We present a formulation for fluid-structure interaction problems in Fully Eulerian coordinates for both sub-problems, fluid and solid. By the use of Eulerian coordinates, we prevent the introduction of artificial coordinate system transformations as present in the common "Arbitrary Lagrangian Eulerian" (ALE) approach. Such mappings can prevent very large deformation, motion of the structure or even contact in a strictly monolithic setting.
The Fully Eulerian formulation, which is based on a variational monolithic coupling of the FSI problem is of front-capturing type, as the moving Eulerian domains are discretized on a fixed background mesh. The interface between fluid and solid must be captured by the discretization. For this, we introduce the "Initial Point Set" (IPS) function, that transports the initial coordinate system. The IPS is afterwards used for two purposes: First, to decide about the domain affiliation, and second to express the solid's stresses with respect to the deformation.
The major advantage of the Fully Eulerian formulation is its ability to handle problems with large deformation and contact in a strictly monolithic way, such that implicit discretization and solution techniques as well as gradient based methods for error estimation and adaptivity are available. Further, the method is of striking simplicity in a mathematical sense, as it can be regarded as one single momentum equation using material parameters and material laws, that change within the common fluid-structure domain.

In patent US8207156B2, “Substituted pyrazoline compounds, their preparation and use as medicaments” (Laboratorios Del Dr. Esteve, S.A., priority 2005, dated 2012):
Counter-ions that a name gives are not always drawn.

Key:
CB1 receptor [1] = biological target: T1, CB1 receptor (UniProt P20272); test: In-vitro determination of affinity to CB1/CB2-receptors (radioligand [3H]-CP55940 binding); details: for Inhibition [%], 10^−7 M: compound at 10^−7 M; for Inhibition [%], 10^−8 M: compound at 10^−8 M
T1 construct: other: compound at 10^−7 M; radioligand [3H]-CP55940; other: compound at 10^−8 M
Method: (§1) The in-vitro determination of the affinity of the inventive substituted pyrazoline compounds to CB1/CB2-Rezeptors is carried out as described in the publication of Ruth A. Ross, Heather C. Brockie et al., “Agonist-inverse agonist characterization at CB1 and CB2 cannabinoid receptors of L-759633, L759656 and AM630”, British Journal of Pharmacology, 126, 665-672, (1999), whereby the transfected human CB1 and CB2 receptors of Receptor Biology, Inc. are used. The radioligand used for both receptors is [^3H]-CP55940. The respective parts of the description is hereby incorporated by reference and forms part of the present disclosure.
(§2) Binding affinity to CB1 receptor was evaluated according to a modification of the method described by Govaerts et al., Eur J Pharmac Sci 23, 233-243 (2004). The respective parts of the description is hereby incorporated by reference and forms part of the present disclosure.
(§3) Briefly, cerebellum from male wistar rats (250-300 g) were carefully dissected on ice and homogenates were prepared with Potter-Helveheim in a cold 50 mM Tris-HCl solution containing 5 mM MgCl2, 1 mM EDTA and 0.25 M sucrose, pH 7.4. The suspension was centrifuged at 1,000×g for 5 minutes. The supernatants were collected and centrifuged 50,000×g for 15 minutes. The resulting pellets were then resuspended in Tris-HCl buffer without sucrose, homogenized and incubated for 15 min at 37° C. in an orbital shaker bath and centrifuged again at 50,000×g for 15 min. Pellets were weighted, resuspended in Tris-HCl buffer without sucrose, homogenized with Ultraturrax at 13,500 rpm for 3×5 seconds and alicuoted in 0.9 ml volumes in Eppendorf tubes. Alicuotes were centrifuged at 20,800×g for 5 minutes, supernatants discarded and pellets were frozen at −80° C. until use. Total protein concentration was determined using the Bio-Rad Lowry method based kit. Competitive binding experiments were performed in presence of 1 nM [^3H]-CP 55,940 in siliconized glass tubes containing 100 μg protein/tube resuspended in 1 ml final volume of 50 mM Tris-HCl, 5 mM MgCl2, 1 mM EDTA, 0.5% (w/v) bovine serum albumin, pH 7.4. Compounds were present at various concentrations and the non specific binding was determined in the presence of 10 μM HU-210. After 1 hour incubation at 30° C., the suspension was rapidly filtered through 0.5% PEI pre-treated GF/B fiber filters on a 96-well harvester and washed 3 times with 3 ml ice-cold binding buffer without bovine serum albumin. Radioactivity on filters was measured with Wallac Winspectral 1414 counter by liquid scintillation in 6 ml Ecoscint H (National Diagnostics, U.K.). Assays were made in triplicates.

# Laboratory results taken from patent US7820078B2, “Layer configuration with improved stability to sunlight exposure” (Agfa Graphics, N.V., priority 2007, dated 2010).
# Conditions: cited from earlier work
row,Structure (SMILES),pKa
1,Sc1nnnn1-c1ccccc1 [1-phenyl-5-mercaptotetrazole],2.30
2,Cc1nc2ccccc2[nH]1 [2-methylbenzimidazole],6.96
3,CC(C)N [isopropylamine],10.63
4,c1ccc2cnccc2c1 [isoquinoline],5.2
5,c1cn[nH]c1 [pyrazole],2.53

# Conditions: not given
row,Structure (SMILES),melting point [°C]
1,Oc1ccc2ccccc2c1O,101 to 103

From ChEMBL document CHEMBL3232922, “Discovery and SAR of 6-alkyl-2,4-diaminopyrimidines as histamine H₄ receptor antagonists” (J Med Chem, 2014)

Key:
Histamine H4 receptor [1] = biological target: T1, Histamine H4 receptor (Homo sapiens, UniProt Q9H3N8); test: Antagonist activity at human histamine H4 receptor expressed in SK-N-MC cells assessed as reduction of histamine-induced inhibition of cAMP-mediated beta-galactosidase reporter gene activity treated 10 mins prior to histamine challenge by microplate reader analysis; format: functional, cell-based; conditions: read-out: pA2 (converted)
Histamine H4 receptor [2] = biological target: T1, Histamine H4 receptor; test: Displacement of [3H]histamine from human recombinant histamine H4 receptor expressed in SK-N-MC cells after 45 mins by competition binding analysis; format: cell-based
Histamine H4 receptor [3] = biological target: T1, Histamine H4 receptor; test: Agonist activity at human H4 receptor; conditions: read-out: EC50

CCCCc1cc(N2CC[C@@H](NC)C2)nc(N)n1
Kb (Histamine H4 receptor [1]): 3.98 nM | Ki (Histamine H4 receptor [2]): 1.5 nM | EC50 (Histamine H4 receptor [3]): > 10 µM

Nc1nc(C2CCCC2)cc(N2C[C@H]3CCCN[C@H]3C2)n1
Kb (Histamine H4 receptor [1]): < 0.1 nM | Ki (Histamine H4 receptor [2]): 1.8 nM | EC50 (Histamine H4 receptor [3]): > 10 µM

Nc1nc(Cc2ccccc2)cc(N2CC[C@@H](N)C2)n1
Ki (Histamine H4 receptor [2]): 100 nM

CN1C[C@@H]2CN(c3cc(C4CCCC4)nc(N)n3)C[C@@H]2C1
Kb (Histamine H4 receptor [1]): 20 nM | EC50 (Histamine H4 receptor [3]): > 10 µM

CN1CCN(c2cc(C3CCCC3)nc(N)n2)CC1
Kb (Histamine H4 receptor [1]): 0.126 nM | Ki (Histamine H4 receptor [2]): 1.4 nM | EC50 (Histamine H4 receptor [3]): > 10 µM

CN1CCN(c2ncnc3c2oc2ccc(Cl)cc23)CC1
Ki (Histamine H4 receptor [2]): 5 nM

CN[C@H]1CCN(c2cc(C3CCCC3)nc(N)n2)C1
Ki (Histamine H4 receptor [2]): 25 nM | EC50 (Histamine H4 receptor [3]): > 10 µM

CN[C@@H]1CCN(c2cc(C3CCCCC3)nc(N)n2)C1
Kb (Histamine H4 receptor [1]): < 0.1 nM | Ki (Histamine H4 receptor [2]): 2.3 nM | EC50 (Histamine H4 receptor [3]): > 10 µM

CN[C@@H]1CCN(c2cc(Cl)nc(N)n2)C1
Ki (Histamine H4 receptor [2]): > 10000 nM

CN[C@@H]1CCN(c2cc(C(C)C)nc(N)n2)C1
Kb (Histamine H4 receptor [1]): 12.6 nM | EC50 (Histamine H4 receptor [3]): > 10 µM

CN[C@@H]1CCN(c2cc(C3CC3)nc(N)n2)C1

The Fully Eulerian formulation is similar to multiphase-flows or general interface problems. This gives rise to several difficulties connected to the numerical approximation of the coupled systems: First, the solution may be smooth, but its derivatives have jumps across the interface. Second, the interface is moving, such that the design of time-stepping schemes is complicated, as a certain point may change its affiliation from fluid to solid within one time-step.
We will present the Fully Eulerian formulation in detail and comment on various issues connected to the numerical approximation. Further, we show numerical results that will both validate the formulation by comparison to traditional techniques, and that will show the potentials of the Fully Eulerian method when dealing with large deformation and contact.